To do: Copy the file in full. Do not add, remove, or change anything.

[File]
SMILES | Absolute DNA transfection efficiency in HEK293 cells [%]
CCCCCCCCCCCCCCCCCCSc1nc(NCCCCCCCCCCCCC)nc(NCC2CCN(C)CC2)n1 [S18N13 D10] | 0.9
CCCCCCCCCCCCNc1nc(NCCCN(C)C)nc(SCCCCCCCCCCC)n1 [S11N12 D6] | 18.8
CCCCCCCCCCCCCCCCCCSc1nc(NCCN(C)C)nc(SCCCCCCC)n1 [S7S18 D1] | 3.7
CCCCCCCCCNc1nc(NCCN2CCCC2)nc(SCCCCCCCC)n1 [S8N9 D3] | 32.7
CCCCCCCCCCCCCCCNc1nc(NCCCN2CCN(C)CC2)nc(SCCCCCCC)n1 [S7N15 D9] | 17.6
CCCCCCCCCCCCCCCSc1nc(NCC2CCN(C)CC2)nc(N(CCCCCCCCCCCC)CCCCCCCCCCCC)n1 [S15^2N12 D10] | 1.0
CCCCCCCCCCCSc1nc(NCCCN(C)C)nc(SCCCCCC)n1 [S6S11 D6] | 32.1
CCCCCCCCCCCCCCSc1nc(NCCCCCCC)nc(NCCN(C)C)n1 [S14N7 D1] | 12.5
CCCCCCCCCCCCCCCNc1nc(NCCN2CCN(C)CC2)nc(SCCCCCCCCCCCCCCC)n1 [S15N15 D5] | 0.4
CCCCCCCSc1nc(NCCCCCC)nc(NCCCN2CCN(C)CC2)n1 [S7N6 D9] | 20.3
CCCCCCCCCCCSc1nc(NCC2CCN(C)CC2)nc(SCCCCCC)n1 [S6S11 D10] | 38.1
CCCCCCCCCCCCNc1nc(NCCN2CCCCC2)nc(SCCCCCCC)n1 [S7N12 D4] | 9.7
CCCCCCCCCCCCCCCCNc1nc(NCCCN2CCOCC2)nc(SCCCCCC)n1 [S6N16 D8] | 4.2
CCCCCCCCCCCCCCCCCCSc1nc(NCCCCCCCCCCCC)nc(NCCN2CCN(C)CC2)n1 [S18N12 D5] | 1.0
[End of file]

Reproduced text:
SMILES | Absolute DNA transfection efficiency in HEK293 cells [%]
CCCCCCCCCCCCCCCCCCSc1nc(NCCCCCCCCCCCCC)nc(NCC2CCN(C)CC2)n1 [S18N13 D10] | 0.9
CCCCCCCCCCCCNc1nc(NCCCN(C)C)nc(SCCCCCCCCCCC)n1 [S11N12 D6] | 18.8
CCCCCCCCCCCCCCCCCCSc1nc(NCCN(C)C)nc(SCCCCCCC)n1 [S7S18 D1] | 3.7
CCCCCCCCCNc1nc(NCCN2CCCC2)nc(SCCCCCCCC)n1 [S8N9 D3] | 32.7
CCCCCCCCCCCCCCCNc1nc(NCCCN2CCN(C)CC2)nc(SCCCCCCC)n1 [S7N15 D9] | 17.6
CCCCCCCCCCCCCCCSc1nc(NCC2CCN(C)CC2)nc(N(CCCCCCCCCCCC)CCCCCCCCCCCC)n1 [S15^2N12 D10] | 1.0
CCCCCCCCCCCSc1nc(NCCCN(C)C)nc(SCCCCCC)n1 [S6S11 D6] | 32.1
CCCCCCCCCCCCCCSc1nc(NCCCCCCC)nc(NCCN(C)C)n1 [S14N7 D1] | 12.5
CCCCCCCCCCCCCCCNc1nc(NCCN2CCN(C)CC2)nc(SCCCCCCCCCCCCCCC)n1 [S15N15 D5] | 0.4
CCCCCCCSc1nc(NCCCCCC)nc(NCCCN2CCN(C)CC2)n1 [S7N6 D9] | 20.3
CCCCCCCCCCCSc1nc(NCC2CCN(C)CC2)nc(SCCCCCC)n1 [S6S11 D10] | 38.1
CCCCCCCCCCCCNc1nc(NCCN2CCCCC2)nc(SCCCCCCC)n1 [S7N12 D4] | 9.7
CCCCCCCCCCCCCCCCNc1nc(NCCCN2CCOCC2)nc(SCCCCCC)n1 [S6N16 D8] | 4.2
CCCCCCCCCCCCCCCCCCSc1nc(NCCCCCCCCCCCC)nc(NCCN2CCN(C)CC2)n1 [S18N12 D5] | 1.0